UPDATE: By a vote of 48-16, the Rhode Island House of Representatives passed H 5257, echoing passage of the same bill by the Senate several weeks ago. The bill should end up on Governor Lincoln Chaffee’s desk within a few weeks. Notable Nays (despite support for the bill by Dept. Of Corrections) were mothers Charlene Lima, Karen MacBeth, and Doreen Costa- the latter of which was a co-sponsor of the bill. Another Nay vote also came from John Edwards, who runs a drug rehabilitation center and sponsored the Marijuana Decriminalization bill. Considering Edwards also voted Nay on the eventual law to free probationers who have their new charges dismissed, he is far from a steady vote on civil rights and social justice issues.
ORIGINAL POST: Up until a year or two ago, most people in the country would never have guessed that a pregnant woman could be shackled during birth, during post-partum, or during transportation. They likely never even considered it, like many issues behind the walls, as mainstream media paints a picture of Good Guys and Bad Guys. But with the help of the Rebecca Project, ACLU, and self-empowered activists such as Women On the Rise Telling HerStory (WORTH), people are finally learning that children are being born (figuratively and literally) in chains.
Several weeks ago, Idaho joined the ranks of ten states that have passed liberating legislation protecting the health of the incarcerated mothers. Although vehemently opposed last year by the Idaho Department of Corrections, the coalition this year included the Idaho Sheriffs Association, Planned Parenthood, and Right to Life.
A recent federal court decision in Tennessee clearly indicated that shackling a woman during childbirth is “Cruel and Unusual Punishment.” This should send a warning shot over the bow of every legislature with pending reforms, such as California, where a bill last year was vetoed by by Schwarzenegger on his way back to Hollywood. Delaware and Virginia, which recently voted down such a measure, are likely to find themselves in court unless they ultimately confront the issue.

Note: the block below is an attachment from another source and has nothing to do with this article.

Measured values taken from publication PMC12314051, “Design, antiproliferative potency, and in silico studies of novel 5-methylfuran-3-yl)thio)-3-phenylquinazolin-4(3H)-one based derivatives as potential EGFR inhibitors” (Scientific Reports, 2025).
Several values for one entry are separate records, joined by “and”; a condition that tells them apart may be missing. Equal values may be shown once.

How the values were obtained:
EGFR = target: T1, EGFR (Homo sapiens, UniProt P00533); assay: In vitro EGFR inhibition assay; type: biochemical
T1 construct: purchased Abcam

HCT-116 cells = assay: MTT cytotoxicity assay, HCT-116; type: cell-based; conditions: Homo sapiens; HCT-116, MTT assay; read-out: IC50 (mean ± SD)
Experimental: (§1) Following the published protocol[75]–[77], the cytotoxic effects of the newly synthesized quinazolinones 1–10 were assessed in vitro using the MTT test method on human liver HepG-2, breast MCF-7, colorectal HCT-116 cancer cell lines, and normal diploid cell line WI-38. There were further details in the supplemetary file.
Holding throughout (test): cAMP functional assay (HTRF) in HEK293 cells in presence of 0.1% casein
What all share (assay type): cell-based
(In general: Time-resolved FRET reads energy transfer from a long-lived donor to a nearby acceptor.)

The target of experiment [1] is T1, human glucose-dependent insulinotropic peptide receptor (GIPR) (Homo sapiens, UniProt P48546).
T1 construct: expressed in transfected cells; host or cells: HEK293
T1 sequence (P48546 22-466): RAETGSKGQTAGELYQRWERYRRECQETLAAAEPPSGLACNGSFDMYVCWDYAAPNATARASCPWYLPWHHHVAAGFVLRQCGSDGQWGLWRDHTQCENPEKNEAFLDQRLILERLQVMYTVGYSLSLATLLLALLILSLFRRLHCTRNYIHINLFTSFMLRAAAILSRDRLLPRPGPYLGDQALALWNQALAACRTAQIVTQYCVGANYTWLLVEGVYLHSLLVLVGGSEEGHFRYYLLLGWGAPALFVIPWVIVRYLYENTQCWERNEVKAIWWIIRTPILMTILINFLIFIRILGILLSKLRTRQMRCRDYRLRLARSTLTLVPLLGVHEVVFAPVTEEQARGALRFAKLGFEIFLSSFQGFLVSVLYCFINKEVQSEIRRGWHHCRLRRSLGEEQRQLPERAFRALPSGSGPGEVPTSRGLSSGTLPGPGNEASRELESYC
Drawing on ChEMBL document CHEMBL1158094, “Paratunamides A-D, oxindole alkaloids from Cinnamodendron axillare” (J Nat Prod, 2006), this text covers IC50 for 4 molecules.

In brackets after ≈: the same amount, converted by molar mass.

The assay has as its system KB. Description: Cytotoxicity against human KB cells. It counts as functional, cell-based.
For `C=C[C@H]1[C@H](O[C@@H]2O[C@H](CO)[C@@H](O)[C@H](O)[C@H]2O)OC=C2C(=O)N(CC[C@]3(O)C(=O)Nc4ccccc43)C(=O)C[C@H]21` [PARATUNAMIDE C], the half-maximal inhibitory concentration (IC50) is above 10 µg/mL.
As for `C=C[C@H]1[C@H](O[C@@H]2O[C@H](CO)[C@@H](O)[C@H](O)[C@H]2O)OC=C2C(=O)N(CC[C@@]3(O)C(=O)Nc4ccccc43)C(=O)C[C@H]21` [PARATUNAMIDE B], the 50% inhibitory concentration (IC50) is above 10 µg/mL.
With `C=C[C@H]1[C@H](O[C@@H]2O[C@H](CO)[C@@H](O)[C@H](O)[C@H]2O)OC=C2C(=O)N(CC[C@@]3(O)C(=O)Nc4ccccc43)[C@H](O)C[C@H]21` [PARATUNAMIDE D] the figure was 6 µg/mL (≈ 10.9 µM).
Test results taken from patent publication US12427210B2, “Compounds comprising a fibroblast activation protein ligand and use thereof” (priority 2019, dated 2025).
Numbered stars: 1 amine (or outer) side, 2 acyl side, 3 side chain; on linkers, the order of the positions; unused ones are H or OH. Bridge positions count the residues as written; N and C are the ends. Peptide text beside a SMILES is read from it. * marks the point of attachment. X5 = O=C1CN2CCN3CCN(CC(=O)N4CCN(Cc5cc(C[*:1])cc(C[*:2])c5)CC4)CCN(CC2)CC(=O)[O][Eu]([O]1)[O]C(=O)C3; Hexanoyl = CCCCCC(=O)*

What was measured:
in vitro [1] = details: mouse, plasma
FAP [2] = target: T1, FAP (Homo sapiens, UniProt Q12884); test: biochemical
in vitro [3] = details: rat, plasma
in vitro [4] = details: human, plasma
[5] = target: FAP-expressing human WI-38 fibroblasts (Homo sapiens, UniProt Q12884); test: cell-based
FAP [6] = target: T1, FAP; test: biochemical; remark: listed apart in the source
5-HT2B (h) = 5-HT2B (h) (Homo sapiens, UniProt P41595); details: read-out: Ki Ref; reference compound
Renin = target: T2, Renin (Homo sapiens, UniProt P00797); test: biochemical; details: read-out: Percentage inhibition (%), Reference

In Rhode Island, the Healthy Pregnancies Act recently passed the full Senate with no opposition, and awaits a vote by the full House. This bill however, would be strengthened if it also addressed the numerous court visits that a new prisoner must deal with. Committee hearings were brought home by the presence of affected people, such as members of Direct Action for Rights & Equality who, like WORTH, are able to tell their personal stories of being incarcerated. Having recently elected Governor Lincoln Chaffee, considered to be socially moderate, he is expected to sign the bill… or live with the potential wrath of his wife: a doctor and mother herself.
Many jurisdictions are dealing with the transport of pregnant women to medical appointments, with bills also pending in Florida and Hawaii (and others). They overlook, however, that in some circumstances a recently arrested prisoner can be going weekly to court, while only monthly to medical visits. Such an inclusion however, would reform both the policies of DOC (conducting medical transport) and Sheriffs (court transport).
On May 13th, Nevada’s legislature sent a unanimously supported bill to Gov. Brian Sandoval. Known more as a testing ground for atomic weapons and the Citizens United Supreme Court ruling (home of Senator Harry Reid), Nevada is expected to be the 12th state to move in this direction of protecting prisoners’ health. The most promising element of the Nevada situation is that the issue surfaced in conjunction with a broader report about the inadequate and unsanitary medical and food for Nevada prisoners. States such as Nevada, who do not hesitate to declare ownership of people, should reconsider the 8th Amendment when hesitating to provide for their health and safety. Just like buying a Mercedes: if you can’t afford the upkeep, don’t take on the payments.
This issue represents the many intersectional points between prisons and other issues. The Rebecca Project for Human Rights, and the National Women’s Law Center produced “Mothering Behind Bars” and graded each of the 50 states. It is only a matter of time before the AARP launches something like “One Million Seniors For Dignity,” addressing the dilemma of aging and dying prisoners. Or might we see “Veterans Against the PIC” reflecting that those who served are one of the most at-risk groups for incarceration, and have more Iraq/Afghanistan vets in prison than the peak of the Vietnam era. As the tentacles of an incarceration nation begin to touch all parts of society, it logically flows that all segments of our culture will begin to push back in full force and effect.
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